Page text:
- Abate, T. (July 11, 2010) "Get to Work: Want more jobs? Shorten the workweek" Archived July 12, 2010, at the Wayback Machine. San Francisco Chronicle page D-3
- "Reduced Work Hours as a Means of Slowing Climate Change" Archived May 9, 2016, at the Wayback Machine. David Rosnick, February 2013
- Ombudsman, Fair Work. "Welcome to the Fair Work Ombudsman website". Fair Work Ombudsman. Retrieved 2016-07-20.
- "Minimum Wage Act 1983".
- "Basic Guide to Working Hours".
- "Friday-Saturday weekend in UAE from September".
- Gallup, Inc. "The "40-Hour" Workweek Is Actually Longer -- by Seven Hours". Gallup.com.
- Molisa. "Ministry of Labour - Invalids and Social Affairs" (PDF). Molisa.gov.vn.
- Consolidação das Leis do Trabalho: http://www.planalto.gov.br/ccivil_03/decreto-lei/Del5452.htm
- 江巍. "China to implement 2.5-day weekend this summer". www.chinadaily.com.cn. Retrieved 2016-02-03.
- "Working hours". Workindenmark.dk (Danish Agency for Labour Retention and International Recruitment). Retrieved April 30, 2012.
- "France: Weird about Wednesday". The Economist. 21 September 2013. Retrieved 18 January 2015.
- "liberalizzazione orari negozi - Cerca nel sito www.ilsole24ore.com". ilsole24ore.com.
- Latvian State Labour Inspectorate
- "More two-income couples with one full-time job and one large part-time job". CBS - Statistics Netherlands. CBS - Statistics Netherlands. Retrieved 21 July 2016.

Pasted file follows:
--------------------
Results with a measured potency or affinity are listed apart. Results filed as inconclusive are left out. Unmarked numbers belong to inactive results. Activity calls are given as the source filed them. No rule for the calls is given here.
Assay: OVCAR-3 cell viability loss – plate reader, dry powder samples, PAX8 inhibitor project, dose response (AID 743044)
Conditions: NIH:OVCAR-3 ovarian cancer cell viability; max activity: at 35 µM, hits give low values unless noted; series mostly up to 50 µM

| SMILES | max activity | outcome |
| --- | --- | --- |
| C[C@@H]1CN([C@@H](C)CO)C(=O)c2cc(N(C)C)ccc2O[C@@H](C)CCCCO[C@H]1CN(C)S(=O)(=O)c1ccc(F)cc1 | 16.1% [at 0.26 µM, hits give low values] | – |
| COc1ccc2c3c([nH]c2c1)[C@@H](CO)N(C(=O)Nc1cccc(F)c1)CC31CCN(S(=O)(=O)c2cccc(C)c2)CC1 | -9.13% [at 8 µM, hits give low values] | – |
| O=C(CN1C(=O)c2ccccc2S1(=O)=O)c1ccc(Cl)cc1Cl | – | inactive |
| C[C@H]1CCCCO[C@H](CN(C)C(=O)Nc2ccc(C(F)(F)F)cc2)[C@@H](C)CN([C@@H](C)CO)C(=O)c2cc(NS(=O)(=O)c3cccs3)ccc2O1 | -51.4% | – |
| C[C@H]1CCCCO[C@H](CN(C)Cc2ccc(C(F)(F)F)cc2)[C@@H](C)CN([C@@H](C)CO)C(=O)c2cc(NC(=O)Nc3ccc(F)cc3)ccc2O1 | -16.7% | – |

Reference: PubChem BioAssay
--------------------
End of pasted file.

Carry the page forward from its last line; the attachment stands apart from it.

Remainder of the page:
- Weekend spanish traditions - escapadas de fin de semana
- "Arbetstidslagen". Arbetsmiljöverket. Retrieved August 5, 2011.
- "Arbetstidslagen – Övertid". Arbetsmiljöverket. Retrieved August 5, 2011.
- "Working Hours – Business Trading Hours".
- "Maximum weekly working hours". HMG. June 27, 2014. Retrieved October 25, 2014.
- "Holiday entitlement".
- "UK bank holidays".
- Directgov: Working time limits (the 48-hour week), business trading hours law.
- "Algeria switches weekend, again". BBC News. August 14, 2009.
- "Country Information".
- "Jordan shifts weekend to Friday-Saturday". Associated Press International. December 25, 2000.
- "Jordan Announces new Friday/Saturday Weekend". wfn.org. January 5, 2000. Retrieved August 23, 2016.
- "Erreur 404". Voyage.gc.ca. 2016-04-27. Retrieved 2016-09-10.
- "Saudi Arabia changes working week to Sun-Thurs: Official statement". ahram.org.eg.
- [dead link]
- "This website is for sale! - syritour Resources and Information". Syritour.com. Retrieved 2016-09-10.
- "Yemen introduces its new weekend- Yemen Post English Newspaper Online". yemenpost.net.
- "Pakistani Weekend Public Holidays Update". Reuters. April 24, 2010. Retrieved December 14, 2011.
- "Facts About Israel". Israel-America Chamber of Commerce. Retrieved October 27, 2010.
- Israel Shortens 6 day workweek
- "Working and rest hours act highlights (Hebrew)". Israel Minister of Industry, Trade and Labour. Retrieved July 2009. Check date values in:
- By Lee Yaron21 hours ago This is a primium article (2014-11-06). "Israeli Workers' Average Salary Rose 1.4% in 2013 to $2,376 - Business". Haaretz. Retrieved 2016-09-10.
- "Jappleng University (Days of the Week)".
- "Ley federal del trabajo." (PDF). Retrieved May 23, 2014.
- Vedic Books, The Vedic Week.
- "MYREPUBLICA.com – News in English from Nepal: Fast, Full & Factual News".
- "Basic Guide to Working Hours — Department of Labour". Labour.gov.za. Retrieved 2016-09-10.
- "Average full-time workweek is 47 hours, Gallup says". LA Times. 2014-08-29. Retrieved 2016-09-10.
- "Non-Traditional Work Hours and Retention". tnsemployeeinsights.com.